Jack and His Stepdame became a remarkably popular story. It survives in four medieval manuscripts as well as the later Percy Folio Manuscript and five early printed editions or fragments from London up to 1626. There is a longer version of the story in one of the medieval manuscripts, in the Percy Folio Manuscript, and in all the printed texts, in which the friar retaliates against Jack by having him summoned to court to answer to the “offycyal” for necromancy. In all the printed editions the extended story is titled some variant of The Friar and the Boy, and that is the name under which it continued to be known for hundreds of years. It was published as a chapbook, like Dane Hew, Munk of Leicestre, and in chapbook form — small, cheap, and portable for chapmen to carry across the countryside for sale — it was disseminated not only from London but from other printing centers in an increas­ingly wide circle, up into Scotland, over to Ireland, and then to the United States. It was modernized, extended, and given a sequel, which was also widely circulated. After being read, chapbooks could serve as what was indelicately called “bumfodder”; they were a sort of value-added toilet paper. But the unbound chapbook, mass printed on paper, achieved a much more widespread circulation for The Friar and the Boy than the laboriously produced manuscript ever could have done for Jack and His Stepdame. At one extreme, the literary luminary Robert Burton alluded to it in his immensely learned Anatomy of Melancholy, and valued it enough to preserve his copy with some other chapbooks and leave it to the Bodleian Library on his death in 1639/40. At the other, it may have been one of few books ever read by the barely literate. Its childish appeal may mean it was one of the first books read by many.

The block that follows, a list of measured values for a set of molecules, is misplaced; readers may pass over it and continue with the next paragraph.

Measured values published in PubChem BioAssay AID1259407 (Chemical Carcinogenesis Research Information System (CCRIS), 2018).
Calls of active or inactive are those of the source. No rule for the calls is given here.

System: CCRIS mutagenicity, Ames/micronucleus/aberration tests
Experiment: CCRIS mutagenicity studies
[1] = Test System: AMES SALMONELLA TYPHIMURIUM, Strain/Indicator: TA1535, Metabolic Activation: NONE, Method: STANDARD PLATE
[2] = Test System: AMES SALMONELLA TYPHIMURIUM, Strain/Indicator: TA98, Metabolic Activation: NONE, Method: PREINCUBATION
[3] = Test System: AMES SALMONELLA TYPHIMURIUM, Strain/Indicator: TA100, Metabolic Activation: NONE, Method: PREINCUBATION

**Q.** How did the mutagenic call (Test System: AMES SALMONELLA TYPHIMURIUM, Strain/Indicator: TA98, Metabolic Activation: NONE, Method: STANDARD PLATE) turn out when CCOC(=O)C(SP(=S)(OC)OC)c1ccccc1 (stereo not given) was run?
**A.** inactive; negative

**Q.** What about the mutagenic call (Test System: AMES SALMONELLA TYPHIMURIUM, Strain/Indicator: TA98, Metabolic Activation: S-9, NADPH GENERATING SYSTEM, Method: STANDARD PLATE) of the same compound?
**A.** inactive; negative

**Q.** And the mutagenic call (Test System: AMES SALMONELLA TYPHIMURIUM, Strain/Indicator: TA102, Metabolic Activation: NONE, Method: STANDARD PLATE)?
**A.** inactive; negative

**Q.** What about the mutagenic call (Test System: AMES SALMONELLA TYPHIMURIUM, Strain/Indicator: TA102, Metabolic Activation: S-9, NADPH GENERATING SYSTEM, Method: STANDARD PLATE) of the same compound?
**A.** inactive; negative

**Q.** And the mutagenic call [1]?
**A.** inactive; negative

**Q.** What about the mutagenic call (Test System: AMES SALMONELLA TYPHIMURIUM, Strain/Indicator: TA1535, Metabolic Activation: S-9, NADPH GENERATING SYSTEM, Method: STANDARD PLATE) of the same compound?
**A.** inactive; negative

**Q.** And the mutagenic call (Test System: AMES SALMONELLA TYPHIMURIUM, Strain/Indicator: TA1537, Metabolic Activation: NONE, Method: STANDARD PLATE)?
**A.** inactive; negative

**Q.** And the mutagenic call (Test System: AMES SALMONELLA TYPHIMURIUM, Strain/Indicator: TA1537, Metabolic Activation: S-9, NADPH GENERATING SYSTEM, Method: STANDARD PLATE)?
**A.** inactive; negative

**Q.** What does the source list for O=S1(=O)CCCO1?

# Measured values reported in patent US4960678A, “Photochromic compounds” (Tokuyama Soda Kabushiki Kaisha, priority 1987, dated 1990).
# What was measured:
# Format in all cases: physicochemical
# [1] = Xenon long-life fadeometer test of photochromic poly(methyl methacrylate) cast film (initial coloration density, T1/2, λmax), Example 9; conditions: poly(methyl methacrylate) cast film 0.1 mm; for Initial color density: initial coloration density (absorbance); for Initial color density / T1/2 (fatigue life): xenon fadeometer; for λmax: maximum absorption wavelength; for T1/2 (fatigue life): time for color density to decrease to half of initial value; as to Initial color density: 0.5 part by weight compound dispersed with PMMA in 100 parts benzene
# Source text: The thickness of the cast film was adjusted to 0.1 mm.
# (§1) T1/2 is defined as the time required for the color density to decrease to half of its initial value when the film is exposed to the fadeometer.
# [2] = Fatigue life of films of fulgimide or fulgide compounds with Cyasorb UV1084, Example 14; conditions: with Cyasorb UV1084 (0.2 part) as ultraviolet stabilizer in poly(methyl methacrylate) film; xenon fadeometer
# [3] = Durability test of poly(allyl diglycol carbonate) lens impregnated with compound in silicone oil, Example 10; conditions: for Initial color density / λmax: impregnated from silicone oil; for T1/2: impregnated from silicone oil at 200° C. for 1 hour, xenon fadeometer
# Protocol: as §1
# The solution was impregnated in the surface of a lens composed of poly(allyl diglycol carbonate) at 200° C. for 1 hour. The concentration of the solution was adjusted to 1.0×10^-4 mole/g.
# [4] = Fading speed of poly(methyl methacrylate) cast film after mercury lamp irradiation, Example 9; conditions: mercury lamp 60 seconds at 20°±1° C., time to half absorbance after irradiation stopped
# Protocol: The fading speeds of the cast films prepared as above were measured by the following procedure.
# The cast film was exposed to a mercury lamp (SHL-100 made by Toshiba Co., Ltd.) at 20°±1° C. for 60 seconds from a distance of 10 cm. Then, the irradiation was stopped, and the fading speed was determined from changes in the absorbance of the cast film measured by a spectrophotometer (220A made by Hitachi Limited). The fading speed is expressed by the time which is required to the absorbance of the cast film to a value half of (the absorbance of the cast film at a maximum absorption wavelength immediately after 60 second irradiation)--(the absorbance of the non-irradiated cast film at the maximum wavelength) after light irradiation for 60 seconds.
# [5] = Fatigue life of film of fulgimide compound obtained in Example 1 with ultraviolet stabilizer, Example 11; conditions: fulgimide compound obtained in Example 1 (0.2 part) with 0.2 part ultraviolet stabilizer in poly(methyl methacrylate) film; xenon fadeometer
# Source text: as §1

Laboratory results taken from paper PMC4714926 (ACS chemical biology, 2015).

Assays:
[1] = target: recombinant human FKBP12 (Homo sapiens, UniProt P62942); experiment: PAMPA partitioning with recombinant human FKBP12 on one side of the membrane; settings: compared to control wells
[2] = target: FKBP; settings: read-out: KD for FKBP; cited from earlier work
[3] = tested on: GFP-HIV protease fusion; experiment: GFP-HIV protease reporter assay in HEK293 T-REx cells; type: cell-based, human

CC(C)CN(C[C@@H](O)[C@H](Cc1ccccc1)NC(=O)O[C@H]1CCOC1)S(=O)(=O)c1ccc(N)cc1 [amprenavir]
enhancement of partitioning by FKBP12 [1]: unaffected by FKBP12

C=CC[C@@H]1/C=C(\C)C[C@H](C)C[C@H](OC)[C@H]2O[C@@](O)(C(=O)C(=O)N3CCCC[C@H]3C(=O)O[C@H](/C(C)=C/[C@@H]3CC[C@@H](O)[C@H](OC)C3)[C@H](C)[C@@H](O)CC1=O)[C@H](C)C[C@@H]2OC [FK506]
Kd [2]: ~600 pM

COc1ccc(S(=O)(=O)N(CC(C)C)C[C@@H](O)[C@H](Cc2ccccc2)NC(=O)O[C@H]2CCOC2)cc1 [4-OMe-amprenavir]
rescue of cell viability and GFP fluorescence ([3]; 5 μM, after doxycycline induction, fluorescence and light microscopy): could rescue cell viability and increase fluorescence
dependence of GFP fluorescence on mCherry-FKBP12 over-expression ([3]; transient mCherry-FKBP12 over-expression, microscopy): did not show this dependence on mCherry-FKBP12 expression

Recent scholarship on Jack and His Stepdame has taken various directions. Nicholas Orme, a historian of medieval education, has written on Jack and His Stepdame (under the title The Friar and the Boy) as a rare example of medieval literature for children with a protagonist who is a child throughout the story, in “Children and Literature in Medieval England.” Brian S. Lee cites Jack as a “pert” child (such children “are those self-conscious enough to be able to articulate their opposition to adult constraints”) in “Seen and Sometimes Heard,” p. 42. But the American folklorist Carl Lindahl has written on it as the first of the “Jack” folktales, a large group in American folklore describing the adventures of a man named Jack. He argues that folktale Jacks are off-limits to children and women because of the obscenity and scatology of their stories in “Jacks: The Name, the Tales, the American Traditions.” This last observation seems better suited to the late nineteenth and early twentieth centuries, in which modernized and bowdlerized versions (versions with the naughty bits taken out) of the story were circulated, than it does to the periods before or since.

Richard Kieckhefer mentions Jack and His Stepdame as an exception to the usual role of magic in fabliaux, in his Magic in the Middle Ages: “The power of Jack’s magical pipe might be mysterious, but most magical trickery, even in the fabliaux, worked in natural ways” (p. 93). The Tale of the Basin, though not mentioned, is a similar exception in that the chamberpot is genuinely enchanted, as are the objects in the two Arthurian bourdes included in this edition. Kieckhefer’s section “The Making of a Clerical Underworld” (pp. 153–56) is useful on priests practicing magic.

The Tale of the Basin is mentioned by Peter Goodall in “English Fabliau after Chaucer,” especially pp. 9–10, and by Marie Nelson and Richard Thomson in “Fabliau,” especially pp. 261–62. As The Tale of the Pot it appears modernized in Derek Brewer’s Medieval Comic Tales, pp. 55–58, and is discussed by him on pp. xxxii–xxxiii. Jack and His Stepdame is mentioned by Goodall under the title The Frere and the Boye, pp. 9–10. As The Friar and the Boy (but in the shorter version of most of the medieval manuscripts) it appears in Brewer’s Medieval Comic Tales, pp. 58–62, and in the discussion on pp. xxxii–xxxxiii. Both poems are men­tioned in the more general generic discussions of Glenn Wright in “Fabliau Ethos in the French and English Octavian Romances,” p. 479n3; and Melissa Furrow's “Comic Tales.”

Go To The Tale of the Basin: Introduction
Go To The Tale of the Basin
Go To Jack and his Stepdame: Introduction
Go To Jack and his Stepdame